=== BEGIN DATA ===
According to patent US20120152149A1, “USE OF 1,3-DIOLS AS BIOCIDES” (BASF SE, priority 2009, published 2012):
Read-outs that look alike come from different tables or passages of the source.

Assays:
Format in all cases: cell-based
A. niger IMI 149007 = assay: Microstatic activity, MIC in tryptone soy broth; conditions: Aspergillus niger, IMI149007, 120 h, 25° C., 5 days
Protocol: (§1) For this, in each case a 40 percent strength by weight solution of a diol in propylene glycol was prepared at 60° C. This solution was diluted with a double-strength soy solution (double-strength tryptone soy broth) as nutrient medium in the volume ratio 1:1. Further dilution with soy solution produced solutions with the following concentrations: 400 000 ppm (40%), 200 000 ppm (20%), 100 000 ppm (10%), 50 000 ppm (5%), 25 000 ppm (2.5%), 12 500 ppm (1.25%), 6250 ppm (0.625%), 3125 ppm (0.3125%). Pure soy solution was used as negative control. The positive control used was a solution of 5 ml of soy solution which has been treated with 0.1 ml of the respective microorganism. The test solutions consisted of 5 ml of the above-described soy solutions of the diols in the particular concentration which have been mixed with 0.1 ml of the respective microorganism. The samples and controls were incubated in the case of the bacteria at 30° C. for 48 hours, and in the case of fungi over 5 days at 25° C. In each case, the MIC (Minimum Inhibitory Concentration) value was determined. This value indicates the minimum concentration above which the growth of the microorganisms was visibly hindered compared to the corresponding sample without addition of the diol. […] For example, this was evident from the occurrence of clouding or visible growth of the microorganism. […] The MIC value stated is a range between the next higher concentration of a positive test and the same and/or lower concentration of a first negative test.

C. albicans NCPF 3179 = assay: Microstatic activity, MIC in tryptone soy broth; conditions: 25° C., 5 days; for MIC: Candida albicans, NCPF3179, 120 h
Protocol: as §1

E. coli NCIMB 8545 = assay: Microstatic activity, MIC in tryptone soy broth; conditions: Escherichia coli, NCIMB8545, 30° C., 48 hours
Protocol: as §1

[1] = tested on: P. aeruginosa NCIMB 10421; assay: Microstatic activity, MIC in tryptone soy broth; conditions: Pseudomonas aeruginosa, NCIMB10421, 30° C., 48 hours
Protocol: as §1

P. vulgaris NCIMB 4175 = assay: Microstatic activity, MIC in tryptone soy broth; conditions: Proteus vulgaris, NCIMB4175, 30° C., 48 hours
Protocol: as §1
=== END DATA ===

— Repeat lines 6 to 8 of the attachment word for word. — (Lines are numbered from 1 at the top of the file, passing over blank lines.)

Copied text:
Protocol: (§1) For this, in each case a 40 percent strength by weight solution of a diol in propylene glycol was prepared at 60° C. This solution was diluted with a double-strength soy solution (double-strength tryptone soy broth) as nutrient medium in the volume ratio 1:1. Further dilution with soy solution produced solutions with the following concentrations: 400 000 ppm (40%), 200 000 ppm (20%), 100 000 ppm (10%), 50 000 ppm (5%), 25 000 ppm (2.5%), 12 500 ppm (1.25%), 6250 ppm (0.625%), 3125 ppm (0.3125%). Pure soy solution was used as negative control. The positive control used was a solution of 5 ml of soy solution which has been treated with 0.1 ml of the respective microorganism. The test solutions consisted of 5 ml of the above-described soy solutions of the diols in the particular concentration which have been mixed with 0.1 ml of the respective microorganism. The samples and controls were incubated in the case of the bacteria at 30° C. for 48 hours, and in the case of fungi over 5 days at 25° C. In each case, the MIC (Minimum Inhibitory Concentration) value was determined. This value indicates the minimum concentration above which the growth of the microorganisms was visibly hindered compared to the corresponding sample without addition of the diol. […] For example, this was evident from the occurrence of clouding or visible growth of the microorganism. […] The MIC value stated is a range between the next higher concentration of a positive test and the same and/or lower concentration of a first negative test.

C. albicans NCPF 3179 = assay: Microstatic activity, MIC in tryptone soy broth; conditions: 25° C., 5 days; for MIC: Candida albicans, NCPF3179, 120 h
Protocol: as §1